• Family history: Most cases are not strongly linked to family history. However, having a close relative, such as a parent or sibling with leukemia, may increase your risk of developing the disease. The biggest family history risk is if someone has an identical twin who developed AML before the age of one. If so, they have a very high risk of getting AML.
  • Gender: AML is more likely to appear in males than females. The reasons for this are currently unknown.

 What are the Symptoms Associated with Leukemia?

Mayo Clinic supplies a list of several symptoms associated with leukemia. These symptoms include the following:

  • Fever or chills
  • Persistent fatigue, weakness
  • Frequent or severe infections
  • Losing weight without trying
  • Swollen lymph nodes, enlarged liver or spleen
  • Easy bleeding or bruising
  • Recurrent nosebleeds
  • Tiny red spots in your skin
  • Excessive sweating, especially at night
  • Bone pain or tenderness

Many of the symptoms associated with leukemia are vague and unspecific. Some of the symptoms are easily looked over due to the fact that they may resemble symptoms of the flu or another common illness.

Is Leukemia Curable?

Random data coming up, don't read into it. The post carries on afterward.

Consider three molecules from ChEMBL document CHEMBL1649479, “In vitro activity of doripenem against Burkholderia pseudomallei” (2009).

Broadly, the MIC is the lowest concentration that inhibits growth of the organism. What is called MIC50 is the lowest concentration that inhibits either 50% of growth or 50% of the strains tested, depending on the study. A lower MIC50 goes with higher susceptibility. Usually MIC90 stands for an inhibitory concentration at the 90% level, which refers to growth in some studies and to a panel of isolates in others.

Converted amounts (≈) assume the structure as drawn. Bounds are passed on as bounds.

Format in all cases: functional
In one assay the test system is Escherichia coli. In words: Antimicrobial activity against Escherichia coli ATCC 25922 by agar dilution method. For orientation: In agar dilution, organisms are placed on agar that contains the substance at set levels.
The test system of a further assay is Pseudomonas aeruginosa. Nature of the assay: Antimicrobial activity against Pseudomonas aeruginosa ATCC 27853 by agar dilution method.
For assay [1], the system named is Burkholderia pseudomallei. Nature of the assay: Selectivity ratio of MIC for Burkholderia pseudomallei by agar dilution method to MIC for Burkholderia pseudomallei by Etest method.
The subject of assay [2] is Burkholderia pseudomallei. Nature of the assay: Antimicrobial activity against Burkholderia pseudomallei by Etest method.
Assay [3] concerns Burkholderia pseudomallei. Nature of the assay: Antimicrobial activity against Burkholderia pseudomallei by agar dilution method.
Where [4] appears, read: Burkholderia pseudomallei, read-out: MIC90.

Yes, it is curable.

How can Leukemia be Cured?

Depending on the type, there are different treatment methods that can be taken. However the majority of patients will be treated with one of the following methods. According to The Mayo Clinic, the four most common forms of treatment for varying leukemia types are as follows.

  • Common forms of leukemia treatment
    • Chemotherapy: Chemo is the main from of remission induction therapy, although it can also be used for consolidation therapy. Chemo uses chemicals to kill cancer cells in your body.
    • Other drug therapy: Trisenox and all-trans retinoic acid (ATRA) are anti cancer drugs that can be used by themselves or along side chemotherapy. These drugs cause leukemia cells with a specific gene mutation to stop dividing or mature and die altogether.
    • Stem cell transplant: Also known as a bone marrow transplant, stem cell transplant helps to re-establish healthy stem cells by replacing unhealthy bone marrow with leukemia-free stem cells that regenerate healthy bone marrow.
    • Clinical trials: These trials are highly experimental, however, they may provide you with the chance to try a new form of treatment not yet available to the public. These clinical trials do not guarantee a cure. Be sure to talk to your doctor about any clinical trials that you may be eligible for.

What Drugs/Medicines are used to Treat Leukemia?

Web MD states that the drugs that are used to treat versions of chronic and acute versions of leukemia differ:

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Resources

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  2. Dillman R, Herndon J, Seagren S, Eaton W, Green M, Improved Survival in Stage III Non-Small-Cell Lung Cancer: Seven-YEar Follow-up of Cancer and Leukemia Group B (CALGB) 8443 Trial, 1996, JNCI 88(17), 1210-1215.